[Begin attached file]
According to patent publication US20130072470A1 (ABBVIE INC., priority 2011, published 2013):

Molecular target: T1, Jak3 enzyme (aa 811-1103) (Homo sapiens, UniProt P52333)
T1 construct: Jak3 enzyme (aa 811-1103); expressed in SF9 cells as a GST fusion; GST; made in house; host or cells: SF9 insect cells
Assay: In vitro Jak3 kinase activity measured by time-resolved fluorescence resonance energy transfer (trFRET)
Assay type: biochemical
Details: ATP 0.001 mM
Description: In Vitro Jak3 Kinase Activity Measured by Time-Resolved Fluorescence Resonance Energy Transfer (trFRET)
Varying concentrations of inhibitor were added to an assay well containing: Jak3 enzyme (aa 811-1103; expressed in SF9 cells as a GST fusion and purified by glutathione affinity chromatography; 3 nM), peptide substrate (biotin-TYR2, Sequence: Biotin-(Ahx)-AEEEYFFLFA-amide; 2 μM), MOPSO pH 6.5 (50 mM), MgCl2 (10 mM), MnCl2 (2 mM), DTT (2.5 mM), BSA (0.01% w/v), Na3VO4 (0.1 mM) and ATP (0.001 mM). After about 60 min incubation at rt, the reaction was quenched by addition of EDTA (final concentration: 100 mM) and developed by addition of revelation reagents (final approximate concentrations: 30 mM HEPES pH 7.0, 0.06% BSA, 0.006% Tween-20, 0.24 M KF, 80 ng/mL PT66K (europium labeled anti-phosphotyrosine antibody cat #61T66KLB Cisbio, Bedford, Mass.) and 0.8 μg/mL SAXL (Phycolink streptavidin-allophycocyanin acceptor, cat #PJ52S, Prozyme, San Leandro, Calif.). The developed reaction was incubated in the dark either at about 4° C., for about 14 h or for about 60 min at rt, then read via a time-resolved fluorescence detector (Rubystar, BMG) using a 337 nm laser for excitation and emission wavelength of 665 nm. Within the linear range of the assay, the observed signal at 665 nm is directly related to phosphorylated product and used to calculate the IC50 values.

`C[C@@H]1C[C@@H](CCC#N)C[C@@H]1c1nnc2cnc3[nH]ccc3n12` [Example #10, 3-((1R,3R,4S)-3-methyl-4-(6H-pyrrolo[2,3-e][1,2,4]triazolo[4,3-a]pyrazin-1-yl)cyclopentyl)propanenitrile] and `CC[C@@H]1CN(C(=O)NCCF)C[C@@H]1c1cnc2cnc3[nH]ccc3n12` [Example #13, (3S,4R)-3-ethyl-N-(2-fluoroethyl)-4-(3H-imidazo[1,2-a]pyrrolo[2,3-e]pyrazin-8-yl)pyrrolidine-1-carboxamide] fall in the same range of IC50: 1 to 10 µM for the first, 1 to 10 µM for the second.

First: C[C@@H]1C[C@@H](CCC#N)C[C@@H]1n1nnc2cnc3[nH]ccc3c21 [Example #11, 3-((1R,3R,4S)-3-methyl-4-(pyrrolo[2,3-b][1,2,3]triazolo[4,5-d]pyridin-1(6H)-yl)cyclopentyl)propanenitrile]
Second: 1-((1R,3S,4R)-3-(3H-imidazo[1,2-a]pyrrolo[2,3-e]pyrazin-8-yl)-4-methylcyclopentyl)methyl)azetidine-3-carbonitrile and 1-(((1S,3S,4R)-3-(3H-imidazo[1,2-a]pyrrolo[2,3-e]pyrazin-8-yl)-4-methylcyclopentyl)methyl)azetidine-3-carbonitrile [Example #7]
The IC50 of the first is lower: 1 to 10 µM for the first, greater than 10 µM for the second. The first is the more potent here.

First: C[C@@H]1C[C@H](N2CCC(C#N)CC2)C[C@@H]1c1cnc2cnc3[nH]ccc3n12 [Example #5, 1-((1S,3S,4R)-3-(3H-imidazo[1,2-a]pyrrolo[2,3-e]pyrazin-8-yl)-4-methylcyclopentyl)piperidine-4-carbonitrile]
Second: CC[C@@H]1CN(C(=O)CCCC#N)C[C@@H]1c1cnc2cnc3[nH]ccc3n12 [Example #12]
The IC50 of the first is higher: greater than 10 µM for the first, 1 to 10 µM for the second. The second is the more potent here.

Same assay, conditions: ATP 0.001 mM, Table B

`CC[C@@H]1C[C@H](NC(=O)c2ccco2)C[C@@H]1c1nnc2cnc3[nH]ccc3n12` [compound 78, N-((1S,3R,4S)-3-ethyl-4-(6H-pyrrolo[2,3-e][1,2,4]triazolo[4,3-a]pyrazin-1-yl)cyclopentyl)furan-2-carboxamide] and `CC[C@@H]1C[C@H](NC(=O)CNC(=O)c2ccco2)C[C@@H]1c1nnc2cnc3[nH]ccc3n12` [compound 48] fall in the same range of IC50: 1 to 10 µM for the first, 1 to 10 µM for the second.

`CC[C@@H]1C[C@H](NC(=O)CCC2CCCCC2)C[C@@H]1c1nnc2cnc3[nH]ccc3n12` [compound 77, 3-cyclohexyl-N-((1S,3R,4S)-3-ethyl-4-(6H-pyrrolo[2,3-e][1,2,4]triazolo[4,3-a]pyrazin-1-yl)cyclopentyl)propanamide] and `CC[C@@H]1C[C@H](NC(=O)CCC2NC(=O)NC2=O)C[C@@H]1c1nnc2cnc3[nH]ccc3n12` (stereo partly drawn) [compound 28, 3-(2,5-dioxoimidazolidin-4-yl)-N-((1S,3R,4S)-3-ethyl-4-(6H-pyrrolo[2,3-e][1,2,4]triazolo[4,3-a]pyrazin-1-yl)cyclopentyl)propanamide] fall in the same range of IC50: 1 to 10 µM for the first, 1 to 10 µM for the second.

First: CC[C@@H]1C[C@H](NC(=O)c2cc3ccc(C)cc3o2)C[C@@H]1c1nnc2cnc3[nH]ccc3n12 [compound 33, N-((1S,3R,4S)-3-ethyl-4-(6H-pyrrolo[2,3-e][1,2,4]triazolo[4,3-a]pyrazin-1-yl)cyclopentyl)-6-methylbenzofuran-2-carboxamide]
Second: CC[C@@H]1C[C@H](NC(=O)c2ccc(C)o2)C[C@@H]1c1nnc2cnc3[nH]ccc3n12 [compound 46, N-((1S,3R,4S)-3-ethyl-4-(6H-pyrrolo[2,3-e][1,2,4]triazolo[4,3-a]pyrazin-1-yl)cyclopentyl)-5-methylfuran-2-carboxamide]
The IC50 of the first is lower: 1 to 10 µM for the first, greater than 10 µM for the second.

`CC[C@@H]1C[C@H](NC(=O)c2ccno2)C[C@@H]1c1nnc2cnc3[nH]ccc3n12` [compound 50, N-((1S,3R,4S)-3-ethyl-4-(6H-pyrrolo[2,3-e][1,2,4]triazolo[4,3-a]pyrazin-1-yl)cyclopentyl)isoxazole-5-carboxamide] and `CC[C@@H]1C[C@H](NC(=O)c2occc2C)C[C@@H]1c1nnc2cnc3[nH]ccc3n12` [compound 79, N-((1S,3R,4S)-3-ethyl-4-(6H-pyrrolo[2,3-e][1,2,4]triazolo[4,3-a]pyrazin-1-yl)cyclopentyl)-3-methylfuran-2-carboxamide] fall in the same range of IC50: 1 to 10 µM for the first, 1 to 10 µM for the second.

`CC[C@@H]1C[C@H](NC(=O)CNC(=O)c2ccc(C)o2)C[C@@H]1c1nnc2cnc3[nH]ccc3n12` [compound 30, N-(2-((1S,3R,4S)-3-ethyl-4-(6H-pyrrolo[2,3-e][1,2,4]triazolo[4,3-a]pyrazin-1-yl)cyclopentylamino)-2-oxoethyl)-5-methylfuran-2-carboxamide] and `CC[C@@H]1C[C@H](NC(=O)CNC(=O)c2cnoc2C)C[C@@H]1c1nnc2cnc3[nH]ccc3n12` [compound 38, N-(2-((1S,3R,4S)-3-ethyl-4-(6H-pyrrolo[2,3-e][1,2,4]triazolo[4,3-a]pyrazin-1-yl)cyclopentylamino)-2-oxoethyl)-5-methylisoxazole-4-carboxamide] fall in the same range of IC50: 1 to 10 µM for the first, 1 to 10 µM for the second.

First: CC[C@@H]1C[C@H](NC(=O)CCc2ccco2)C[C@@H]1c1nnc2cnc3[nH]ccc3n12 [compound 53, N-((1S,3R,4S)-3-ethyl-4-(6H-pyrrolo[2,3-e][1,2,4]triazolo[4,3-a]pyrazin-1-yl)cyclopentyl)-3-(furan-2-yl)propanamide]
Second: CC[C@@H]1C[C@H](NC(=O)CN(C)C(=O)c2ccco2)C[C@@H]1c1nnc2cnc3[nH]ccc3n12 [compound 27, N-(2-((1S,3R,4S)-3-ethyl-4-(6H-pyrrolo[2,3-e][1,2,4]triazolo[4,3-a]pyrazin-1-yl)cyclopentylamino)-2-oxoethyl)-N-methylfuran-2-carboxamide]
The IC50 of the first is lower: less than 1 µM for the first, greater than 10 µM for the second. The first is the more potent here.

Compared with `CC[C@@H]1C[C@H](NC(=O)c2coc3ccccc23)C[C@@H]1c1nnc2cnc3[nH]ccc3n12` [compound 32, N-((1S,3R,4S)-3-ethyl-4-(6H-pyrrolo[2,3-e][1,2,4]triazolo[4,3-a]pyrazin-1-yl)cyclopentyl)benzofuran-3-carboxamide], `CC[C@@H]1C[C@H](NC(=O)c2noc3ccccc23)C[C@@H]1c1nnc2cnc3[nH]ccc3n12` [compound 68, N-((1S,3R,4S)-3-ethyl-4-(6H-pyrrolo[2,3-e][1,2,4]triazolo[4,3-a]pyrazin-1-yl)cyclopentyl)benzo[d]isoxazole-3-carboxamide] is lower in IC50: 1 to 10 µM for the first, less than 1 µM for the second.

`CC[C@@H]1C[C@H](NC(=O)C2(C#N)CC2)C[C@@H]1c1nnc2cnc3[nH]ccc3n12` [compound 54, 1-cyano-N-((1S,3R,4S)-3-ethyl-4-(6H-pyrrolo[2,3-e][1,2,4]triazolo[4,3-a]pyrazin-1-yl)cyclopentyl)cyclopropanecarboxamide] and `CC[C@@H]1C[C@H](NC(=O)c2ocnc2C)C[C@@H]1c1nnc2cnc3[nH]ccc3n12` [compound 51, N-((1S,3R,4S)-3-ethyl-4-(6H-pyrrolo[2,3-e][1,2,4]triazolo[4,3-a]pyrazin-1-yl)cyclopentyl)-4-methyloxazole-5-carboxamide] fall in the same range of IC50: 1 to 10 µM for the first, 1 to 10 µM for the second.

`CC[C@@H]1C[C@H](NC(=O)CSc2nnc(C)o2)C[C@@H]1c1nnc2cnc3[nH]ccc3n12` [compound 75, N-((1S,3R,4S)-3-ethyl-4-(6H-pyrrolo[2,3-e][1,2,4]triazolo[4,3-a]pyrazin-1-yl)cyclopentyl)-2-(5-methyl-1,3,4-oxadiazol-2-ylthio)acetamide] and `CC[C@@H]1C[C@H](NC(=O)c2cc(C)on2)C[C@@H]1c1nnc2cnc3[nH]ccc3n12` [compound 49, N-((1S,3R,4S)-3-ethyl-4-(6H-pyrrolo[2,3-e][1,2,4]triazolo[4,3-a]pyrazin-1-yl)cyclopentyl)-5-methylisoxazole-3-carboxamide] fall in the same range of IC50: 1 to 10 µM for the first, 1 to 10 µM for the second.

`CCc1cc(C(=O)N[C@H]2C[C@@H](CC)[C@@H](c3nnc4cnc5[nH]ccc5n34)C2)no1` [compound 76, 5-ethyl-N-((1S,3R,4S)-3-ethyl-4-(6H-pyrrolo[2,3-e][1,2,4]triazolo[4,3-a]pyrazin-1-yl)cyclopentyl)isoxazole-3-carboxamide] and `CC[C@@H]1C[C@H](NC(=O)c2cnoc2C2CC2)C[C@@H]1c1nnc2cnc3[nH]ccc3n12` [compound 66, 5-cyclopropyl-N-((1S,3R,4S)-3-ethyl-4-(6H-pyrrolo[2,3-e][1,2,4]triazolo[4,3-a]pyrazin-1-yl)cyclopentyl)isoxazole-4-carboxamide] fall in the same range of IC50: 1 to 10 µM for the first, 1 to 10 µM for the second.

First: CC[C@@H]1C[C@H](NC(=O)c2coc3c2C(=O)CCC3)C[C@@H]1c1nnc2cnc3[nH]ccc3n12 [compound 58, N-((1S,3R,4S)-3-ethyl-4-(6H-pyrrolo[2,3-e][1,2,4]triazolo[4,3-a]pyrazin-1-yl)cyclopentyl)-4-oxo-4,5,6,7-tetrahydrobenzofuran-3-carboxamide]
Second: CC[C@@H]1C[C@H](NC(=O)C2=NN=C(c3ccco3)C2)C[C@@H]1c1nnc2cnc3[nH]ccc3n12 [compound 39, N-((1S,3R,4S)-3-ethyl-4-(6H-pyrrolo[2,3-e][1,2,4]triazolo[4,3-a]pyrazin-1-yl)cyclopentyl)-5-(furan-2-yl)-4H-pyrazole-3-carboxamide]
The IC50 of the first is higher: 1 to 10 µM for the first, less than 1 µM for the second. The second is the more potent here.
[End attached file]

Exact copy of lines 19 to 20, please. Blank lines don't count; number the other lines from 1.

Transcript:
First: CC[C@@H]1C[C@H](NC(=O)c2cc3ccc(C)cc3o2)C[C@@H]1c1nnc2cnc3[nH]ccc3n12 [compound 33, N-((1S,3R,4S)-3-ethyl-4-(6H-pyrrolo[2,3-e][1,2,4]triazolo[4,3-a]pyrazin-1-yl)cyclopentyl)-6-methylbenzofuran-2-carboxamide]
Second: CC[C@@H]1C[C@H](NC(=O)c2ccc(C)o2)C[C@@H]1c1nnc2cnc3[nH]ccc3n12 [compound 46, N-((1S,3R,4S)-3-ethyl-4-(6H-pyrrolo[2,3-e][1,2,4]triazolo[4,3-a]pyrazin-1-yl)cyclopentyl)-5-methylfuran-2-carboxamide]